The brief was to transform the sloping garden into a modern and usable space to compliment their new home which was located within a Conservation area. My clients were particularly keen to harvest rainwater from the house so that it could be used to water the garden. During construction new drainage pipes were installed to collect water run off and were piped into underground storage tanks on the lower level of the garden.
The main part of the garden sloped down to one of the boundaries and the brief was to create flat usable areas which were to incorporate a lawn, a second large paved seating area, a water feature, laburnum pergola walk, screen the fencing and an area large enough to erect a garden building to house an endless swimming spa with decked area in front.
The top patio immediately outside the back of the house was relaid and provided a large space for dining next to the kitchen and sun room with an additional area for a soft tub next to the house.
Stepped retaining walls, stone steps and planting pockets for the box hedging ‘steps’ were constructed.
The garden was divided into two flat areas. To divide these areas the design incorporated gabion retaining walls topped with steel and glass balustrades looking over the lower level. The two area were linked with wide stone steps.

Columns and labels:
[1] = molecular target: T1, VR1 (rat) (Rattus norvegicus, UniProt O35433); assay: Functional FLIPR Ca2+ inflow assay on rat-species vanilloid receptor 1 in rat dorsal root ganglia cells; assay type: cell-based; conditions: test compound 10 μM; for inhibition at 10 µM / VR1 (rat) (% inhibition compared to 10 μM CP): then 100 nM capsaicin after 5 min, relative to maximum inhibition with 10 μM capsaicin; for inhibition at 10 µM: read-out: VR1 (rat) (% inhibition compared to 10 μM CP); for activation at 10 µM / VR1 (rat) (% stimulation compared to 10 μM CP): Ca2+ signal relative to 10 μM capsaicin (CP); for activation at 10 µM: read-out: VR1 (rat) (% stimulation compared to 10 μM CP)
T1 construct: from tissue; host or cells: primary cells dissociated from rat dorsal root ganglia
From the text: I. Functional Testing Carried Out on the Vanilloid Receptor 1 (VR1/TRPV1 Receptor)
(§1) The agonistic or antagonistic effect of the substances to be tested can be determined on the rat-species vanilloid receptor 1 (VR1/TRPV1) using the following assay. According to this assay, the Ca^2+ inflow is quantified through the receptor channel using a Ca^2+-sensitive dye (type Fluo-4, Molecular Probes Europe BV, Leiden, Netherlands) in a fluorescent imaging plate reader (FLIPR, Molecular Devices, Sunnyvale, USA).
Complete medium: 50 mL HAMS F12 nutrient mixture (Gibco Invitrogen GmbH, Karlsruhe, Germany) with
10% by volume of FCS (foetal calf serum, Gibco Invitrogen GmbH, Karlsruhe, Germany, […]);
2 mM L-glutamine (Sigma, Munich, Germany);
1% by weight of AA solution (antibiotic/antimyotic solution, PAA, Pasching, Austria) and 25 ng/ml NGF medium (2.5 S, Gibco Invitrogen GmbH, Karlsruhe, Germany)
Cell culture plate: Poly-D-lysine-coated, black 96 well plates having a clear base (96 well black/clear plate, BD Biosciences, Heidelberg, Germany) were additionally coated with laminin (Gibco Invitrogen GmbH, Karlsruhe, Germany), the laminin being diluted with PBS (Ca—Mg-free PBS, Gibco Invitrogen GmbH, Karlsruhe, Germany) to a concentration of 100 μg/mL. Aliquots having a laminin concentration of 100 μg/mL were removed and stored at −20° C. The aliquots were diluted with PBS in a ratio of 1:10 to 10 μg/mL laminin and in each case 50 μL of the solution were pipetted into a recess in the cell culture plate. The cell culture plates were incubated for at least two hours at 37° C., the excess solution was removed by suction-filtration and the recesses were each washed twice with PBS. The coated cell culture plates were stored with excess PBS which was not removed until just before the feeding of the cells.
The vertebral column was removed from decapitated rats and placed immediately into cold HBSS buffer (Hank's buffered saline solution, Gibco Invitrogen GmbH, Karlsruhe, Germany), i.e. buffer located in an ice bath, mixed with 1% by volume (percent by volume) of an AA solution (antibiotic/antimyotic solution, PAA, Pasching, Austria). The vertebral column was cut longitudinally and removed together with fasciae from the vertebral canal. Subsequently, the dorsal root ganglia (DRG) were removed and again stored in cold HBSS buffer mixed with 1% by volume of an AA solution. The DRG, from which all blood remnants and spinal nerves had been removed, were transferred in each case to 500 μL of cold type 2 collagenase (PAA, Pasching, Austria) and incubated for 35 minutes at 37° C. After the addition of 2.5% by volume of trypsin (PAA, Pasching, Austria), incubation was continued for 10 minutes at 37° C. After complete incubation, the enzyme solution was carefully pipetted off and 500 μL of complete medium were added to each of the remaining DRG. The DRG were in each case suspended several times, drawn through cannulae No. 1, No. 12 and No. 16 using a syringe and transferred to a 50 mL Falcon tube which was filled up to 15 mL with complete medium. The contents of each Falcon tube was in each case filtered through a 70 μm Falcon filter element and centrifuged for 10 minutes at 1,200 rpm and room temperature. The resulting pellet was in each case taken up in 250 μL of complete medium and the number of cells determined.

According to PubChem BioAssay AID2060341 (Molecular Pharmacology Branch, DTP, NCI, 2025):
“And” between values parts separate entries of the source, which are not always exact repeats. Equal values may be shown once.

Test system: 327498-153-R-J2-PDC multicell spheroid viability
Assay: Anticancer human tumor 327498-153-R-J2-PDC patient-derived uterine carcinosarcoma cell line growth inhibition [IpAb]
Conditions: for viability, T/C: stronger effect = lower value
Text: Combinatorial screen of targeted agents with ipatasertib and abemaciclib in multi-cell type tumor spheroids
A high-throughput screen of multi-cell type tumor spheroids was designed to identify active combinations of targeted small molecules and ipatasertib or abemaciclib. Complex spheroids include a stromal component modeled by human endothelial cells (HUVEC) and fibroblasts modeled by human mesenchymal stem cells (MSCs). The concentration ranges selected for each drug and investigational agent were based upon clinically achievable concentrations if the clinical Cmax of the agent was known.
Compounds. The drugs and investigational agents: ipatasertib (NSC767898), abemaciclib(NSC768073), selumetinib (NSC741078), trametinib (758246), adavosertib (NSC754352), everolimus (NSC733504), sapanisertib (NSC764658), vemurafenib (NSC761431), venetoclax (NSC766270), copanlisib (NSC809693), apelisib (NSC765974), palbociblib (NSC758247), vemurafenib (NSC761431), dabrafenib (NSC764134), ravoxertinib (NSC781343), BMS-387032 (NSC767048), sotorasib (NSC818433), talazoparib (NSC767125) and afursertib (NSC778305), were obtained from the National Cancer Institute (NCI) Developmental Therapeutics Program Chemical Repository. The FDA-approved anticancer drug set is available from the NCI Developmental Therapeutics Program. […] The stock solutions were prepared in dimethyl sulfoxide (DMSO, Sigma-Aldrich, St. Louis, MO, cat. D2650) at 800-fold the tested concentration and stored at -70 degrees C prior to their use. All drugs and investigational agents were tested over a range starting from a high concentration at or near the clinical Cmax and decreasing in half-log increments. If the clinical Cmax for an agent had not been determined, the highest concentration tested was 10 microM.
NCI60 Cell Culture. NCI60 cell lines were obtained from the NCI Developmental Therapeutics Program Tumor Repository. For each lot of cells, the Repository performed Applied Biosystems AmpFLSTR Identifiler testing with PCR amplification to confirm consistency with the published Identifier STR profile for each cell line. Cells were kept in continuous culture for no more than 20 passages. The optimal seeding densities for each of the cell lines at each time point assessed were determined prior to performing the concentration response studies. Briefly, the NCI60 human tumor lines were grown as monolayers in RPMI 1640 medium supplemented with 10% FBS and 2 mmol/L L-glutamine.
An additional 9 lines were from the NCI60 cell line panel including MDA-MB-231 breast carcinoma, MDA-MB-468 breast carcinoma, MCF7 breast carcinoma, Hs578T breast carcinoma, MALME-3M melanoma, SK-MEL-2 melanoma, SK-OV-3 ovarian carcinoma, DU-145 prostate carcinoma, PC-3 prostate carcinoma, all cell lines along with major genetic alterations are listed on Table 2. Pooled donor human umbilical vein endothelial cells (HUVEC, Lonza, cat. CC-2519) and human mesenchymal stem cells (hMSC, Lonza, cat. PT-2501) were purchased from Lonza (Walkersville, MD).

Permission was obtained to remove two large conifers and a number of small trees in the lower area. A Lawful Development Certificate was also obtained for a timber building to be built on the lower level to house the endless swimming spa. Once built, a light oak effect Millboard composite decked area was built to provide additional space in front of the swimming cabin for sun loungers.
To the side of the swimming cabin this lower, shadier area of the garden, which was neglected and unused became the ‘woodland garden’. The floor of this area was laid with oak railway sleepers as a staggered pathway with a number of planting pockets into which blue geraniums, white astrantia, white echinaceas and ferns were planted en masse to create a contemporary ‘woodland’ area beneath the existing tree canopy.
The clients’ brief also requested a water feature, a laburnum pergola walk, low maintenance planting to include flowering shrubs, grasses and wisteria.
Laburnum trees have been planted to each side down the pergola and will eventually form a laburnum tunnel. The rounded top of the Agriframe pergola together with the box balls reflect the shape of the Foras water feature which is stepped back into the planted border on the left hand side midway along the path. The swimming spa is at the lower level accessed via wide stone steps at the end of the path.
The pergola structure, together with the deep planting border running along the length of the long, fenced boundary will help to soften the appearance of the fence. A beech hedge has been planted along this boundary which will be clipped and will help screen the fence even in the winter.